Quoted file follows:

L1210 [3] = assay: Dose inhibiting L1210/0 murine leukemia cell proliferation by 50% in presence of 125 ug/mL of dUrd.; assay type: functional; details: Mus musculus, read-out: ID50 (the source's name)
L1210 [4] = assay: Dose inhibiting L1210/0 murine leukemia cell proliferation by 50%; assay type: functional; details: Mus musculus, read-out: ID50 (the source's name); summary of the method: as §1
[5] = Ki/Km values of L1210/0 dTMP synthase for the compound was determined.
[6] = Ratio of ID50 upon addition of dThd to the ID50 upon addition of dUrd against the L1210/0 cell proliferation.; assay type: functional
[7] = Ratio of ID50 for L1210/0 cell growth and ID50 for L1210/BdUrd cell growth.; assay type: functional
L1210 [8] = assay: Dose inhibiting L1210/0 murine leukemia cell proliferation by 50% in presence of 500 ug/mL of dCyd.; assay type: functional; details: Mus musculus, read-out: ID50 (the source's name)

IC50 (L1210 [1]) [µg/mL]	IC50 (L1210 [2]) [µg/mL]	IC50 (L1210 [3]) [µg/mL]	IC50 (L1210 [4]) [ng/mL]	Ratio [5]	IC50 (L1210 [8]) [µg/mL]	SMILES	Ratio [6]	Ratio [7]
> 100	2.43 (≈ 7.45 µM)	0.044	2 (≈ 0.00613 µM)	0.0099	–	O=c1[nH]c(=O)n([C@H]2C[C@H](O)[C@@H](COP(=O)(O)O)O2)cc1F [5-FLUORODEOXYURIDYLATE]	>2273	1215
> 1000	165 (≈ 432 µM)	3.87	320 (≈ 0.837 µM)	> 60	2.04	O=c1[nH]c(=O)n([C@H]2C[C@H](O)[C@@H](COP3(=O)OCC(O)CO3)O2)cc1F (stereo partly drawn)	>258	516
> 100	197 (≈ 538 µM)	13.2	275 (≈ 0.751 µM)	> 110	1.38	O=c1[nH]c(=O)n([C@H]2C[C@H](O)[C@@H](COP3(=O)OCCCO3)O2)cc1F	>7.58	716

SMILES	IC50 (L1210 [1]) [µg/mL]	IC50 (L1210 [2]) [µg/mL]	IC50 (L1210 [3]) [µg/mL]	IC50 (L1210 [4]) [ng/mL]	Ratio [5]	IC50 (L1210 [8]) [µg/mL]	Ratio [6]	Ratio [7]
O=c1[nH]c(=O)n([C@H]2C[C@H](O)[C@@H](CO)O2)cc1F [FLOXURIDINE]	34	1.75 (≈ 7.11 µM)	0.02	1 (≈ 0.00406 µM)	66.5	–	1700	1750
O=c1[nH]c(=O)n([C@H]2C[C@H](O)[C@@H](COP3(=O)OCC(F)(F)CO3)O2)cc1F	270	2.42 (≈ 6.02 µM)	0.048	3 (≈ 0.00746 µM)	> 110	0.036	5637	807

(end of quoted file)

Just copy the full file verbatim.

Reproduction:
L1210 [3] = assay: Dose inhibiting L1210/0 murine leukemia cell proliferation by 50% in presence of 125 ug/mL of dUrd.; assay type: functional; details: Mus musculus, read-out: ID50 (the source's name)
L1210 [4] = assay: Dose inhibiting L1210/0 murine leukemia cell proliferation by 50%; assay type: functional; details: Mus musculus, read-out: ID50 (the source's name); summary of the method: as §1
[5] = Ki/Km values of L1210/0 dTMP synthase for the compound was determined.
[6] = Ratio of ID50 upon addition of dThd to the ID50 upon addition of dUrd against the L1210/0 cell proliferation.; assay type: functional
[7] = Ratio of ID50 for L1210/0 cell growth and ID50 for L1210/BdUrd cell growth.; assay type: functional
L1210 [8] = assay: Dose inhibiting L1210/0 murine leukemia cell proliferation by 50% in presence of 500 ug/mL of dCyd.; assay type: functional; details: Mus musculus, read-out: ID50 (the source's name)

IC50 (L1210 [1]) [µg/mL]	IC50 (L1210 [2]) [µg/mL]	IC50 (L1210 [3]) [µg/mL]	IC50 (L1210 [4]) [ng/mL]	Ratio [5]	IC50 (L1210 [8]) [µg/mL]	SMILES	Ratio [6]	Ratio [7]
> 100	2.43 (≈ 7.45 µM)	0.044	2 (≈ 0.00613 µM)	0.0099	–	O=c1[nH]c(=O)n([C@H]2C[C@H](O)[C@@H](COP(=O)(O)O)O2)cc1F [5-FLUORODEOXYURIDYLATE]	>2273	1215
> 1000	165 (≈ 432 µM)	3.87	320 (≈ 0.837 µM)	> 60	2.04	O=c1[nH]c(=O)n([C@H]2C[C@H](O)[C@@H](COP3(=O)OCC(O)CO3)O2)cc1F (stereo partly drawn)	>258	516
> 100	197 (≈ 538 µM)	13.2	275 (≈ 0.751 µM)	> 110	1.38	O=c1[nH]c(=O)n([C@H]2C[C@H](O)[C@@H](COP3(=O)OCCCO3)O2)cc1F	>7.58	716

SMILES	IC50 (L1210 [1]) [µg/mL]	IC50 (L1210 [2]) [µg/mL]	IC50 (L1210 [3]) [µg/mL]	IC50 (L1210 [4]) [ng/mL]	Ratio [5]	IC50 (L1210 [8]) [µg/mL]	Ratio [6]	Ratio [7]
O=c1[nH]c(=O)n([C@H]2C[C@H](O)[C@@H](CO)O2)cc1F [FLOXURIDINE]	34	1.75 (≈ 7.11 µM)	0.02	1 (≈ 0.00406 µM)	66.5	–	1700	1750
O=c1[nH]c(=O)n([C@H]2C[C@H](O)[C@@H](COP3(=O)OCC(F)(F)CO3)O2)cc1F	270	2.42 (≈ 6.02 µM)	0.048	3 (≈ 0.00746 µM)	> 110	0.036	5637	807